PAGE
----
rhabdomyosarcoma do not have any known risk factors.
Leiomyomas are benign soft tissue neoplasms that arise from smooth muscle; they were
first described by Virchow [1] in 1854. The hereditary form, which causes, multiple
leiomyomas, was originally noted by Kloepfer et al [2] in 1958. They can develop wherever
smooth muscle is present. Malignant transformation probably does not occur. A 2006
report[3] of a cutaneous leiomyosarcoma with myxoid alteration in a scar of a
piloleiomyoma that had been excised 3 years previously probably does not represent a
case of malignant transformation.
Recent research has revealed the location of the gene for transmission of dominantly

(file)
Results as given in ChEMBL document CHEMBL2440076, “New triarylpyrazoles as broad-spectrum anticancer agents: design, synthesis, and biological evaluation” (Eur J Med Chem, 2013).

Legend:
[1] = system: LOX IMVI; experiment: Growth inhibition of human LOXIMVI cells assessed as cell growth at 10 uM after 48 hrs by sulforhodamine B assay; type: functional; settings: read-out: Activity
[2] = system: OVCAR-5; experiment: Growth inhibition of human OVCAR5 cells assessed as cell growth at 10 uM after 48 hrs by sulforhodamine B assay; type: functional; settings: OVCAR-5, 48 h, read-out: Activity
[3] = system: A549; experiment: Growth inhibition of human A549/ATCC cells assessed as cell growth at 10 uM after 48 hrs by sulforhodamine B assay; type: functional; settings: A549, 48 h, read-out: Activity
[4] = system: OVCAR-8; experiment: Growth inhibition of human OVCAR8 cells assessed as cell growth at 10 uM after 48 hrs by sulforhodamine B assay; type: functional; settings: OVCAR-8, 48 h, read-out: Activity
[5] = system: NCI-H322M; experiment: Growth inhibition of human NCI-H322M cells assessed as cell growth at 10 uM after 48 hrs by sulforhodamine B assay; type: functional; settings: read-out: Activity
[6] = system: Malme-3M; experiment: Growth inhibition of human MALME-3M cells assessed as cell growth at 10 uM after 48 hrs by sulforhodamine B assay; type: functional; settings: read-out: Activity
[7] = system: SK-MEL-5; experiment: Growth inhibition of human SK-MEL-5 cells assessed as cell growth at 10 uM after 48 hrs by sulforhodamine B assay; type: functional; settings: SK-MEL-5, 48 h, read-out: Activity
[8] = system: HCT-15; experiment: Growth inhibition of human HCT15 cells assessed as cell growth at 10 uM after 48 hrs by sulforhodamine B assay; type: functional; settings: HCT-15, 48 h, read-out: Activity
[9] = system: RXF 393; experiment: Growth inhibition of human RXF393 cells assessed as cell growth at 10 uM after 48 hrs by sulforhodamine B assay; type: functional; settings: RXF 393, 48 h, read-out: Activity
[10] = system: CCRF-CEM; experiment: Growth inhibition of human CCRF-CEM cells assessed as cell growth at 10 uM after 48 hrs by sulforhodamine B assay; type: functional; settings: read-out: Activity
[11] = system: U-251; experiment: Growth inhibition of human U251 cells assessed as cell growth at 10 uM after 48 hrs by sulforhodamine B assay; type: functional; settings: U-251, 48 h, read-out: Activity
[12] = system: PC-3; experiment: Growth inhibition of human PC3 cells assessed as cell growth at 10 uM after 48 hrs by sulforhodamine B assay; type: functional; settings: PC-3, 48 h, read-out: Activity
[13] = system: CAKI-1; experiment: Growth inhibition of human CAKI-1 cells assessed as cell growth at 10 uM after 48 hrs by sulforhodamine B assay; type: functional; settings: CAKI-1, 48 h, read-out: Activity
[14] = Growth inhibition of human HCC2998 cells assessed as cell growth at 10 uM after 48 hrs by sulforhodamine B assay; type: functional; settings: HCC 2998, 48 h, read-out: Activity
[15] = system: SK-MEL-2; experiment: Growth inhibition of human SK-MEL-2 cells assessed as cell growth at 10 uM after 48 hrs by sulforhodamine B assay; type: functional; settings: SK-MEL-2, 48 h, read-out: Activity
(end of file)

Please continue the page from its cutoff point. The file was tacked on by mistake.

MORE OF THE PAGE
inherited, multiple cutaneous piloleiomyomas associated with uterine leiomyomas in
female family members.
The gene was linked to band 1q42.3-q43. Haplotype construction and recombination
analysis narrowed the locus to an approximately 14-centromere interval located between
D1S517 on the centromeric side and D1S2842 on the telomeric side.
As reported by Alam et al,[10] the locus is named MCUL1 for multiple cutaneous and
uterine leiomyomata 1.
Studies of an extended family narrowed the locus further to a region of 4.55-7.17
centromere on chromosome 1. This gene encodes for fumarate hydratase (FH), an
enzyme of the tricarboxylic acid cycle, which acts as a tumor suppressor. In families with
multiple cutaneous and uterine leiomyomata (MCUL) and hereditary leiomyomatosis and
renal cell cancer (HLRCC), FH missense mutations often occurred in fully conserved